The reason why I chose to use culture as the pinpoint of my post is because it keeps being overlooked. Too many people think that language is not an issue, and believe that it is merely labels on a different world. It certainly isn’t. Language is the dominant lens through which we see and judge our world. We figure out the social norms and place values on the concepts we name. Culture is the biggest influence in teaching a child about what’s right and wrong in society because it is internalized. How effective is telling a child “and this is how you do algebra” versus letting them explore through an activity? Culture is too often overlooked as a “well that’s what they all say” factor, and should definitely be focused more. Language is often overlooked as well because of its arbitrariness, but that’s exactly the reason why we need to look at it. If it changes so much, what does that say about our society? About the norms we strive to protect and maintain? About taboo? About who is accepted, and who isn’t? About what constitutes as acceptable, and what isn’t?

      Thank you for your comment, though. I’m glad it has given me an opportunity to expand.

      • 123
        April 2, 2013

        Well, you certainly make a lot of points about language, but I’m still not sure how much it affects the system you are using. The Swedish speaking schools in Finland are using the exact same methods as the Finnish ones, and the Swedish speaking people don’t seem to be struggling – whether it be in education, work force or society as a whole.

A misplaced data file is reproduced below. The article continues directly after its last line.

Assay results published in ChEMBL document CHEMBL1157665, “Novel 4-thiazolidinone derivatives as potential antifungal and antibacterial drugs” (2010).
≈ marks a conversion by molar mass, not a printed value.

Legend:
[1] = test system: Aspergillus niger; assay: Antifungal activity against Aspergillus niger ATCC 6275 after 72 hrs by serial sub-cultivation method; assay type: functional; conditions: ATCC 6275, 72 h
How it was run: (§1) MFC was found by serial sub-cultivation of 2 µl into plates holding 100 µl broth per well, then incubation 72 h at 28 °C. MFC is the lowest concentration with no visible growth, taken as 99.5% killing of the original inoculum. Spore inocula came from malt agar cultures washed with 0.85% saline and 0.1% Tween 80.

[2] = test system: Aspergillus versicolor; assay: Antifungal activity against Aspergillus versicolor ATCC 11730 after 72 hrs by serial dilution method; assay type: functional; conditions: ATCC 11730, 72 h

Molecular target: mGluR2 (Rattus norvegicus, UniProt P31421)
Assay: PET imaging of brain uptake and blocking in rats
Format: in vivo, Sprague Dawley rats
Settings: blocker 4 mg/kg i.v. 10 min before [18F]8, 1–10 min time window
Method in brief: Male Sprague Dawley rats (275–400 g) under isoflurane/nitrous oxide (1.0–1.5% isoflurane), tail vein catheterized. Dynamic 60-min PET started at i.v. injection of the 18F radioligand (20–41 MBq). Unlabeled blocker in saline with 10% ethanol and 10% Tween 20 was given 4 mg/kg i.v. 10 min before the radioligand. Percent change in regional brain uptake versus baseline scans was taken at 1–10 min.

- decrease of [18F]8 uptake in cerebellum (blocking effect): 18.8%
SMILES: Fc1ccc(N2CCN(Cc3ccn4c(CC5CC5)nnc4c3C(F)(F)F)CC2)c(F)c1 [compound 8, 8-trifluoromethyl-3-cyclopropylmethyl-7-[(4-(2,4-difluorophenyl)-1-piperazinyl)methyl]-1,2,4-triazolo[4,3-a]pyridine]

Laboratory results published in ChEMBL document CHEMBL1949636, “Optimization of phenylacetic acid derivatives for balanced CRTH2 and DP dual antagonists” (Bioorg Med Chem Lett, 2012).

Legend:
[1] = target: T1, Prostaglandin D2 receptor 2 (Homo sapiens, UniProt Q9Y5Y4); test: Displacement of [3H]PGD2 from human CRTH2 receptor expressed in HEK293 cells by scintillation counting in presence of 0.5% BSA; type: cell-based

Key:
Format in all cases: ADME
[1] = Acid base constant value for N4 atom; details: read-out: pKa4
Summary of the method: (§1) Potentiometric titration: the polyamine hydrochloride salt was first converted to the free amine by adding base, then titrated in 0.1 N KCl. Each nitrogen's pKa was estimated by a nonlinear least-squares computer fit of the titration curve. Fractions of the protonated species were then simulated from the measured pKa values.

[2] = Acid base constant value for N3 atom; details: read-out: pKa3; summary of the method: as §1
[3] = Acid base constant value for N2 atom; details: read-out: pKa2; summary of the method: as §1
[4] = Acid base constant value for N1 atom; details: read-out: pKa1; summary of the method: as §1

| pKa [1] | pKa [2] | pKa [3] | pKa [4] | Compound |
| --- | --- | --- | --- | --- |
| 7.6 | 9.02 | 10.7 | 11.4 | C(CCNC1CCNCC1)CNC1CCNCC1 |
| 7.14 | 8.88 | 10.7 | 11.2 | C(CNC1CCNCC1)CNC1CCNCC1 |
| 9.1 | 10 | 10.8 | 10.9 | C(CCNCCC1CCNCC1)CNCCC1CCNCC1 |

But your points about multiculturalism and being the lone Farsi speaker in the crowd are quite strange. So if the Farsi speaker moves to US and in a crowd there are 85 English speakers, 13 Spanish speakers and one Chinese guy – he can get along with his Farsi just fine? He know his Farsi is appreciated because the Chinese guy feels a little out of place too? Finland providese language lessons to immigrants in their own languages if there are enough people to make it worthwile – more than one student – so Somali kids and Russian can study their own language a few hours a week.

        But there has to be a limited number of dominant languages to keep a society running. If I moved Brazil, I would assume that I need to learn some Portugese and somewhat assimilate. Not that the society goes out of its way to make sure I don’t bump into the local culture.